3. A good mattress will give your spine a good alignment. If your back doesn’t get good support, you’ll know soon enough, in the form of disrupted night sleep and doctor’s fees.

 

Limit your use of alcohol, caffeine, and sugar from 3:00 pm onwards.

  1.  While alcohol seems to help you fall asleep quicker, it can reduce quality sleep by reducing rapid eye movement (REM).In other words, while it looks like you’re getting a good night’s sleep, it’s actually quite disrupted, and alcohol after 3:00 pm cheating you out of the benefits you should be getting. Not unless your definition of quality sleep includes talking in your sleep, sleepwalking and having a memory like a goldfish.
  2. When caffeine is mentioned, the last thing anyone thinks of is sleep. Why? Because it’s a stimulant, and people use it to try and stop feeling sleepy. But you want to sleep, don’t you? So, avoid caffeine (chocolate (yes, all chocolate) tea, soft drinks, coffee, etc from 3:00 pm onwards for better sleep!
  3. High sugar levels after 3:00 pm can result in the continuous release of energy through the night, which makes it difficult to relax, and get quality sleep. Try not to eat anything really sweet after 3:00 pm.


Take supplements such as melatonin, if necessary:

 What’s melatonin? It’s a neurohormone that helps to regulate sleep.

When the pineal gland in the brain doesn’t produce enough of this hormone naturally, that’s when you need to consider supplements.

A lot of things can keep you from sleeping soundly, as you should: insomnia, jet lag, delayed sleep phase syndrome, stress, problems with your circadian rhythms, excess nighttime exposure to light and a whole lot more.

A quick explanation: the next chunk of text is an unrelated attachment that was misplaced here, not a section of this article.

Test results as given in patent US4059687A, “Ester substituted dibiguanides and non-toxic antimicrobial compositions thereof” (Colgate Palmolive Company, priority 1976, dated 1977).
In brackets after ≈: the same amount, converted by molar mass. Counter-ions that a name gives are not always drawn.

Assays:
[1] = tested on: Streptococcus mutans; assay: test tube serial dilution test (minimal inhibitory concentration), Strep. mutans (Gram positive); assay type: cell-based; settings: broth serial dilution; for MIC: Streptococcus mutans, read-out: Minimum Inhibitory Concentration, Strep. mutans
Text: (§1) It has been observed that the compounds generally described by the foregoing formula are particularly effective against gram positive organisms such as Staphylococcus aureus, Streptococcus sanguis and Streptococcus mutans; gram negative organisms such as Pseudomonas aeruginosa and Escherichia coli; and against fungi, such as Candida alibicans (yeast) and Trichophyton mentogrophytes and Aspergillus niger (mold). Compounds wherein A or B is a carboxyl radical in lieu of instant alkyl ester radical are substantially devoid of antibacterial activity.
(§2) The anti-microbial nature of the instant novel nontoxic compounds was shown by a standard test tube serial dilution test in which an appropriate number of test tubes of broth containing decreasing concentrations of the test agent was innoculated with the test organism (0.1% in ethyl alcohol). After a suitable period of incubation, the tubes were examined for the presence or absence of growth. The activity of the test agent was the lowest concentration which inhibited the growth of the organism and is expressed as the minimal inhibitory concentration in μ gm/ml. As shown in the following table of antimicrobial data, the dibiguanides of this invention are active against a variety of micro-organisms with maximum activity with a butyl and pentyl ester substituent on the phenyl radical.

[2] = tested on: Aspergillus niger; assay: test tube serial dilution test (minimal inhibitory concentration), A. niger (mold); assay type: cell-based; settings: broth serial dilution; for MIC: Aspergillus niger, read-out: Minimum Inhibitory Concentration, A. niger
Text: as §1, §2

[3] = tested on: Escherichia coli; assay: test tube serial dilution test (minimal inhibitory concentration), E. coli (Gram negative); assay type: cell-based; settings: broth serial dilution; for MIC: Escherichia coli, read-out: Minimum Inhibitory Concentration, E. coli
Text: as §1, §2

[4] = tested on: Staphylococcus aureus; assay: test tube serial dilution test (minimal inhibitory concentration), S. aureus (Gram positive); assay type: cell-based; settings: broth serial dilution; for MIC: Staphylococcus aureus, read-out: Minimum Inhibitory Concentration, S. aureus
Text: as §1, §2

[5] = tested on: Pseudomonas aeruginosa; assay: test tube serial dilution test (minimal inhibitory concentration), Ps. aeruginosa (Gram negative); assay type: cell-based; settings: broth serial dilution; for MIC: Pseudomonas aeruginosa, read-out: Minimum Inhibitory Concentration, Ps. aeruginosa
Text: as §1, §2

The release of melatonin in the bloodstream helps your body wind down and gets it ready for sleep. It does its good work within a good 12 hours.

If your body doesn’t produce enough melatonin, and you’ve tried everything else but nothing’s working, a melatonin supplement could help you out.

However, before you pop that pill, you might want to check with a physician to see if melatonin is right for you.

 If inadequate sleep is getting you down, try one of the solutions mentioned in this article.

One of them is bound to help you catch your 40 winks.

 

Resources:

  • https://www.brainyquote.com/topics/sleep
  • https://www.apa.org/topics/sleep/why.aspx
  • https://www.webmd.com/sleep-disorders/news/20171127/seeking-better-sleep-open-a-window
  • https://consumer.healthday.com/sleep-disorder-information-33/misc-sleep-problems-news-626/seeking-better-sleep-here-s-one-simple-step-to-help-728763.html
  • http://www.naturalsleepmedicine.net/2012/05/24/does-a-hot-bath-help-sleep/
  • https://www.health.harvard.edu/staying-healthy/blue-light-has-a-dark-side
  • https://www.plushbeds.com/blog/sleep-aids/reading-before-bed-the-natural-sleep-aid/
  • https://www.thecleanbedroom.com/10-steps-to-an-organic-bedroom
  • https://www.webmd.com/sleep-disorders/news/20130118/alcohol-sleep#1
  • https://www.sleepfoundation.org/sleep-topics/caffeine-and-sleep
  • https://lifespa.com/sleep-interrupted-the-blood-sugar-and-sleep-connection/
  • https://nootriment.com/melatonin-effects/